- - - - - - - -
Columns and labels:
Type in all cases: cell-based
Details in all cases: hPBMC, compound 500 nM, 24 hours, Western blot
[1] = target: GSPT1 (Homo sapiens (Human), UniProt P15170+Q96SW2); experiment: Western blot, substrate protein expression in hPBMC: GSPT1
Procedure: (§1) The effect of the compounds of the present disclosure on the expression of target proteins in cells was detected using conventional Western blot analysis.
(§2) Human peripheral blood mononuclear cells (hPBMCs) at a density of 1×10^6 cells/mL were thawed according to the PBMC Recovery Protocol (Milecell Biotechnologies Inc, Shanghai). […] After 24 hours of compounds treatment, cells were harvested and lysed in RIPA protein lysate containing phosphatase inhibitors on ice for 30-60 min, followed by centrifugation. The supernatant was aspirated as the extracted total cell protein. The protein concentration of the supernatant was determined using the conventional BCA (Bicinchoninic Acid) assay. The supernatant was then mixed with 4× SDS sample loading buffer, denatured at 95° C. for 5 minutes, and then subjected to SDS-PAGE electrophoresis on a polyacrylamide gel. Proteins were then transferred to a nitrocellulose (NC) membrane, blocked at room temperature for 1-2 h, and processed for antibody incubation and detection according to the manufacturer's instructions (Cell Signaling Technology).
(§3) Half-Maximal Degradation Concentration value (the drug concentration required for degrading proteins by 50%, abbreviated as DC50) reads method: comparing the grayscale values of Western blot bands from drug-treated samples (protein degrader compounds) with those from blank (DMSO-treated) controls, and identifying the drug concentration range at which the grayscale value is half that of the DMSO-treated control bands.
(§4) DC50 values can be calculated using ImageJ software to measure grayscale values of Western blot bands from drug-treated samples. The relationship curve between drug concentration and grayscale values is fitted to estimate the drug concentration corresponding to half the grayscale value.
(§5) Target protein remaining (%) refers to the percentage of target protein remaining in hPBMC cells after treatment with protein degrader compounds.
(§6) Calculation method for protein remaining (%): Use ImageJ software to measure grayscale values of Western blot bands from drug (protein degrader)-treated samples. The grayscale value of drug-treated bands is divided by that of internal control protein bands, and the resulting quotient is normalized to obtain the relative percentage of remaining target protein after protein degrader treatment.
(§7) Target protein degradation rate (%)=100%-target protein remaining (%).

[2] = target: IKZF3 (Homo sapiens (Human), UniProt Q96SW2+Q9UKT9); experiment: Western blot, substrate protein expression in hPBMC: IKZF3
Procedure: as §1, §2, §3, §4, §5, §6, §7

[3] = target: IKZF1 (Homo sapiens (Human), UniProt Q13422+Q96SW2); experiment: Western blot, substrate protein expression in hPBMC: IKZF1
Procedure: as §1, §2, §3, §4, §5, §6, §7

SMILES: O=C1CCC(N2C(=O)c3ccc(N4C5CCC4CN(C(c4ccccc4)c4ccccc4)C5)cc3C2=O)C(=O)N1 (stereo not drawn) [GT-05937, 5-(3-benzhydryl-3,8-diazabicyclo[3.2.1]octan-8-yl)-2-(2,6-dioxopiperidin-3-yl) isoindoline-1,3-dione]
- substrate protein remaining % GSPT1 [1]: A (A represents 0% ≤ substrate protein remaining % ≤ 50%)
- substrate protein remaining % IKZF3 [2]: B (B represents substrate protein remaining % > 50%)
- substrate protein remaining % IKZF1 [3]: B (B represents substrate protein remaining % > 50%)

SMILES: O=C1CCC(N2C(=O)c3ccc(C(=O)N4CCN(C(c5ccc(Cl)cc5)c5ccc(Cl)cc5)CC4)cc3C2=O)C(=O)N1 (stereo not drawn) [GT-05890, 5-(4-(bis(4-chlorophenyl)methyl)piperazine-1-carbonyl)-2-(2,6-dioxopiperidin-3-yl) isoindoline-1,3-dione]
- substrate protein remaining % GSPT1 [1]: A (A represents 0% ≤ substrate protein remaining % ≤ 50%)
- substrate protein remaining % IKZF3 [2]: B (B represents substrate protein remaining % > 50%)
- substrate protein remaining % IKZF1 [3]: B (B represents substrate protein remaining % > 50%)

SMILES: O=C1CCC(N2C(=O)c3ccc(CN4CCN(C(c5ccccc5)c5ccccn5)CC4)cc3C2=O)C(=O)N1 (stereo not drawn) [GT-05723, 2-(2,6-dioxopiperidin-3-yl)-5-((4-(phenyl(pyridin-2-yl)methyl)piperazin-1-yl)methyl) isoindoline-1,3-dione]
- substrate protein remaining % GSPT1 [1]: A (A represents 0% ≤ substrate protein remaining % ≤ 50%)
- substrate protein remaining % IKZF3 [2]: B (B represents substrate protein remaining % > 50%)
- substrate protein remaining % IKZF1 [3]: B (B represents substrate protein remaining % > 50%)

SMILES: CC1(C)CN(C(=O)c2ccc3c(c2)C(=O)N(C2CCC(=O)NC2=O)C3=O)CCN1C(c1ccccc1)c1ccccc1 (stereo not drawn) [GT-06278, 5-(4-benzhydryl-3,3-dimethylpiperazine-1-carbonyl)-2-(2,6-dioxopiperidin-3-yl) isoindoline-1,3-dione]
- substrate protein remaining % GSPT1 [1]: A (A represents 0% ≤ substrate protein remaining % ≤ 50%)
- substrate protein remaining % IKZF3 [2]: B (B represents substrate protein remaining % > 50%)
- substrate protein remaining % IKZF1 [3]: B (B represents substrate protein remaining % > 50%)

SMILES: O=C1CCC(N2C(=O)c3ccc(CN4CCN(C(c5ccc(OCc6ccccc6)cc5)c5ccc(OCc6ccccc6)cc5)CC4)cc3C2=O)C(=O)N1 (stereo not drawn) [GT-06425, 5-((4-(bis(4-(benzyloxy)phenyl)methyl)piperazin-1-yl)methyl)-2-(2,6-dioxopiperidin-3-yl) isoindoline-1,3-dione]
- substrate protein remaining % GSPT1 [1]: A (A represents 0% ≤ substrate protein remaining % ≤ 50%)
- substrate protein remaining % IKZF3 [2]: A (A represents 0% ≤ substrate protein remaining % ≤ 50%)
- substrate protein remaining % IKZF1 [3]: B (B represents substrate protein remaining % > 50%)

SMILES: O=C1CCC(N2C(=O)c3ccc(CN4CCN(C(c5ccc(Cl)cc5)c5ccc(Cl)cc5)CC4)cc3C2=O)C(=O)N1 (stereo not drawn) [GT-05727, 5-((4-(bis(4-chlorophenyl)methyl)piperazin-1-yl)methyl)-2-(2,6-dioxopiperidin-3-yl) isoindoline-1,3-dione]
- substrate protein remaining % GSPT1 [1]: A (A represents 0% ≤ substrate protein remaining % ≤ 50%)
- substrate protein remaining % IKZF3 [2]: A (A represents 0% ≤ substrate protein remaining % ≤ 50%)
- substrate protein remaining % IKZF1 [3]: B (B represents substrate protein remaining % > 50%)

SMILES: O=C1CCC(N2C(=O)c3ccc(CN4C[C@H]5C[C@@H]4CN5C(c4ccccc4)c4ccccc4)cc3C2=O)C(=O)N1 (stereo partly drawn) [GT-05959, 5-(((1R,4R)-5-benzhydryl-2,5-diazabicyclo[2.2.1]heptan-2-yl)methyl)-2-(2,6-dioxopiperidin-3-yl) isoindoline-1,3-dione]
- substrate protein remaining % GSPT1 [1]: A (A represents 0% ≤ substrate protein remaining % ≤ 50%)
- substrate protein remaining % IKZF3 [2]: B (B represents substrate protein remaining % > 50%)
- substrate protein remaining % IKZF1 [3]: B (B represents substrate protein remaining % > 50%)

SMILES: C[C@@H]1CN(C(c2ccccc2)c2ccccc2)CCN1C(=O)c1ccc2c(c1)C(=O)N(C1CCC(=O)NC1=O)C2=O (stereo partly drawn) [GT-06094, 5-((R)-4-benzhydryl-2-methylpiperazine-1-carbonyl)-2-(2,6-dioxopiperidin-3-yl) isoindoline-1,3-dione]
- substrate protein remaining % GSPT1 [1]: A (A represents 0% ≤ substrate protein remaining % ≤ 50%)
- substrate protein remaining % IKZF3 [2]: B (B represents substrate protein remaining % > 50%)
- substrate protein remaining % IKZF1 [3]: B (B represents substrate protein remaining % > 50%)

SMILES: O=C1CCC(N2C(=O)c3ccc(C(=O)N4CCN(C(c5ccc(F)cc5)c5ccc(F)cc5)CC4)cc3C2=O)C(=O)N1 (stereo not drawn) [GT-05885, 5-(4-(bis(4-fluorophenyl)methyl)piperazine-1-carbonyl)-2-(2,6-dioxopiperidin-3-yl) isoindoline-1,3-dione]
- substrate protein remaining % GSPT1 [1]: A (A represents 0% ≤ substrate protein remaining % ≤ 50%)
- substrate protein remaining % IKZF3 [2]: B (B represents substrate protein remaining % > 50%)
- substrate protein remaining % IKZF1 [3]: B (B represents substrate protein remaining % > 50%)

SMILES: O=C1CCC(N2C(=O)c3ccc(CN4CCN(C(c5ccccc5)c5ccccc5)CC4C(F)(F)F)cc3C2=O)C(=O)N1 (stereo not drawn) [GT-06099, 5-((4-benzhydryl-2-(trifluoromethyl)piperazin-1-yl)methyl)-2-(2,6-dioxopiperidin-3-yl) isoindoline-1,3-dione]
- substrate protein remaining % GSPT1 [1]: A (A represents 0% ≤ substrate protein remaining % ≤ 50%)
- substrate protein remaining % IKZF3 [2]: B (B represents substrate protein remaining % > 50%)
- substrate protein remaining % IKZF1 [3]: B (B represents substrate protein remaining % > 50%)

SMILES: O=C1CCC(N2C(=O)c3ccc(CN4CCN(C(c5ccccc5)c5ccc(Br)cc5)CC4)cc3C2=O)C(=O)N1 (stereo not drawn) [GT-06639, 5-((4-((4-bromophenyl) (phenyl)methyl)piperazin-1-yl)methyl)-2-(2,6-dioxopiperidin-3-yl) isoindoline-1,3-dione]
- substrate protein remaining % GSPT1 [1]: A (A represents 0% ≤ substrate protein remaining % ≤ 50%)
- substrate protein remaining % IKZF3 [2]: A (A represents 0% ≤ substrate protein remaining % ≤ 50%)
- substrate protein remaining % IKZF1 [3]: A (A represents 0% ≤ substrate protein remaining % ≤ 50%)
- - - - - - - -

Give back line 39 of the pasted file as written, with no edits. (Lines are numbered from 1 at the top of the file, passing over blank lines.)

- substrate protein remaining % IKZF1 [3]: B (B represents substrate protein remaining % > 50%)